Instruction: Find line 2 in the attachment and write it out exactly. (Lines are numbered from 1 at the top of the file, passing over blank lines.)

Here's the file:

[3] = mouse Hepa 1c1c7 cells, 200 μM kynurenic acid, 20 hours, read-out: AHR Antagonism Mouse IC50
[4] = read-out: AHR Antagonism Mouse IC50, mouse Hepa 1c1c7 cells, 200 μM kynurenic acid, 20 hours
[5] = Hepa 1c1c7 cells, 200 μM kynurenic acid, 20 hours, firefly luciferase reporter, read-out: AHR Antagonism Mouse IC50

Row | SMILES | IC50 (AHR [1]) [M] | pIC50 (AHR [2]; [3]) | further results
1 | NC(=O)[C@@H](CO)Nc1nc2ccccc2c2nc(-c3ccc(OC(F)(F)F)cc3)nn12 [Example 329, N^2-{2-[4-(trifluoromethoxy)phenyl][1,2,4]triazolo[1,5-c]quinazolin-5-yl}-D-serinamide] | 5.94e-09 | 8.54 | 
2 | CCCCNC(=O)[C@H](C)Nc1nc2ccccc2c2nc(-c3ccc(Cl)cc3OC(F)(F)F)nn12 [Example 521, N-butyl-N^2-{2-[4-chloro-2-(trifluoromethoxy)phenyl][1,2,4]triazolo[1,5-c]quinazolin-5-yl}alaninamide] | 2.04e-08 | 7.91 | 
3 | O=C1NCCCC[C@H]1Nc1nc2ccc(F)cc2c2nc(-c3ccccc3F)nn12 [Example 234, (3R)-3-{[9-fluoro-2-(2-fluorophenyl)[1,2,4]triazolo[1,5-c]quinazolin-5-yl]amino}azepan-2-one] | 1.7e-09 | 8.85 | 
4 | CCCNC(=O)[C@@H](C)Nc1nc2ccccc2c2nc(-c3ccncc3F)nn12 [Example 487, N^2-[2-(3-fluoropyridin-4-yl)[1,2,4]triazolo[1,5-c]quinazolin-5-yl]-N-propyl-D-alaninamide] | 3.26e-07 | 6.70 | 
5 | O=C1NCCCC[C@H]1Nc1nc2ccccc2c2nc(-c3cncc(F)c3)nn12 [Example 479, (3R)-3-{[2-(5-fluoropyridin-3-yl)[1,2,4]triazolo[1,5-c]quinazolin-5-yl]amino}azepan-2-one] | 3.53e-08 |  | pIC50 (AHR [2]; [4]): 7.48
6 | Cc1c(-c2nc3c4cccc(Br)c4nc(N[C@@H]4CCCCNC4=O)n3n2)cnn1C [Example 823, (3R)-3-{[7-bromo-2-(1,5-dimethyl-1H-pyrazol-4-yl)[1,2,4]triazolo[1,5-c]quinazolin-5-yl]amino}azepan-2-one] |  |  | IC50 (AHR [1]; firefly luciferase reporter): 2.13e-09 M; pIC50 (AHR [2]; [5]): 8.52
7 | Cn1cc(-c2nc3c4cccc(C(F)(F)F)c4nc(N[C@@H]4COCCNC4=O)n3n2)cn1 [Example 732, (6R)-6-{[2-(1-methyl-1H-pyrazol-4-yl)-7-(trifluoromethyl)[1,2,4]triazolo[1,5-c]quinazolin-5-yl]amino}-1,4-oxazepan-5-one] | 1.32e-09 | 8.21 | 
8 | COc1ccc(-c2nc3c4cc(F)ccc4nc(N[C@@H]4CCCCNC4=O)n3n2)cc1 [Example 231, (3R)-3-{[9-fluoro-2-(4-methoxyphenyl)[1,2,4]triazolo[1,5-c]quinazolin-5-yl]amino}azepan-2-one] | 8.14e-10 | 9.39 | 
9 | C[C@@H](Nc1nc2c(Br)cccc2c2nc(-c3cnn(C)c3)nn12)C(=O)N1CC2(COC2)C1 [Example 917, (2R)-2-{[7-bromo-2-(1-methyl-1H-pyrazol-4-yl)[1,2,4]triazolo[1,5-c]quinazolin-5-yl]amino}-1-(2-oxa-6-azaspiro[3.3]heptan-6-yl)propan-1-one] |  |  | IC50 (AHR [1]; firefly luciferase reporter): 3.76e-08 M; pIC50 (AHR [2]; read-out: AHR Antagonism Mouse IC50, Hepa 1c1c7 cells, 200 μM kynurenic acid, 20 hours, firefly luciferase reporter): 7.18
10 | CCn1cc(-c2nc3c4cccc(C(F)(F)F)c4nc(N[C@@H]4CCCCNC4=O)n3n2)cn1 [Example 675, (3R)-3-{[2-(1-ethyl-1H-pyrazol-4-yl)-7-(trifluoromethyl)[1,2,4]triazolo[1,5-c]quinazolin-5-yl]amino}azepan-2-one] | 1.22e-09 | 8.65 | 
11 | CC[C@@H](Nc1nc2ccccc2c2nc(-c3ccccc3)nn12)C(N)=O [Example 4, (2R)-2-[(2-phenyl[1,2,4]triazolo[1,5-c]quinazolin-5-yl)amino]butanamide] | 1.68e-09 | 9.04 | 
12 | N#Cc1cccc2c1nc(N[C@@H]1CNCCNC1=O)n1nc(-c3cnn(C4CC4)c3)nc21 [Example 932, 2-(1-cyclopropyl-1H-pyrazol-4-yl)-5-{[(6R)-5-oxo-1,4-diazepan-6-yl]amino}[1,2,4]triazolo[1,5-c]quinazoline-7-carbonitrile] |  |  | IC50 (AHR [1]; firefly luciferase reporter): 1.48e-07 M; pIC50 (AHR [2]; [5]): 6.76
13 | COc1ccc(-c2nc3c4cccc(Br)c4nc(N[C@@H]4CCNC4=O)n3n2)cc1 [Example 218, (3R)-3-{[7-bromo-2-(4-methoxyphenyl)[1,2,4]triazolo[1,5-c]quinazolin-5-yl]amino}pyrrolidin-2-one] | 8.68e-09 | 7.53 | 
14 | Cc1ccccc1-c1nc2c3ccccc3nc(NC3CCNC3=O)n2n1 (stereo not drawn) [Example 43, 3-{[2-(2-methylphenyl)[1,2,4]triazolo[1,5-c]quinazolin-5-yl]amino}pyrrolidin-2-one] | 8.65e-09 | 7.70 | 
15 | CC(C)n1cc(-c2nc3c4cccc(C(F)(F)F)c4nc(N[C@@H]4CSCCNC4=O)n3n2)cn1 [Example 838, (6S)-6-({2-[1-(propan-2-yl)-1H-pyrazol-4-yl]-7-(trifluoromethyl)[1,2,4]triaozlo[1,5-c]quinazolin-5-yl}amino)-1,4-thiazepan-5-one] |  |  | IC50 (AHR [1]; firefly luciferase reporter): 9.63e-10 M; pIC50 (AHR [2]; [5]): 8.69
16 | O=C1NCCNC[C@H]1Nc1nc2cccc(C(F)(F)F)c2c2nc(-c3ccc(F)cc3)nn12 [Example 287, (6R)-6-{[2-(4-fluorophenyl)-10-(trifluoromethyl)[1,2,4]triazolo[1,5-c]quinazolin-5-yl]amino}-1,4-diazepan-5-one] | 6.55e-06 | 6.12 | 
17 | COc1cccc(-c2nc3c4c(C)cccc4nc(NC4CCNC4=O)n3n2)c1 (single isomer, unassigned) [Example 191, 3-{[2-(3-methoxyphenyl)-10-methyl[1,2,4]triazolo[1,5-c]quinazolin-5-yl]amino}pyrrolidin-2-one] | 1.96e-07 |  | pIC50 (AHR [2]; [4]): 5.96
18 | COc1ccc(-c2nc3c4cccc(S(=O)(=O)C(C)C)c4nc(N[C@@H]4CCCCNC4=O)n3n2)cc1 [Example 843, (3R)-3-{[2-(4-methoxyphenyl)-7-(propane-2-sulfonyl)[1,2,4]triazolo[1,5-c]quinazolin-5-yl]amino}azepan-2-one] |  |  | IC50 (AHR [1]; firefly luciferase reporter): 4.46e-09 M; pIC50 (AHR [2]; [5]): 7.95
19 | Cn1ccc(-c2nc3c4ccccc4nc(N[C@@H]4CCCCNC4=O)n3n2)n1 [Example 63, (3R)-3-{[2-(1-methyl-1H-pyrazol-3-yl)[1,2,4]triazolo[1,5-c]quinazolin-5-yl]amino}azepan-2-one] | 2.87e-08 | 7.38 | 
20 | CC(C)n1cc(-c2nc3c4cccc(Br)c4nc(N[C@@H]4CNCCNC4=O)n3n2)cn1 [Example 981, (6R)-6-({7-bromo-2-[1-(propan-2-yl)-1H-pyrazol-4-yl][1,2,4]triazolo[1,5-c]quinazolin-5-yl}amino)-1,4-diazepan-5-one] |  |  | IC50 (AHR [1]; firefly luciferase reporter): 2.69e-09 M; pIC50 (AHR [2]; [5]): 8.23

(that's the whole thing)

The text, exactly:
[4] = read-out: AHR Antagonism Mouse IC50, mouse Hepa 1c1c7 cells, 200 μM kynurenic acid, 20 hours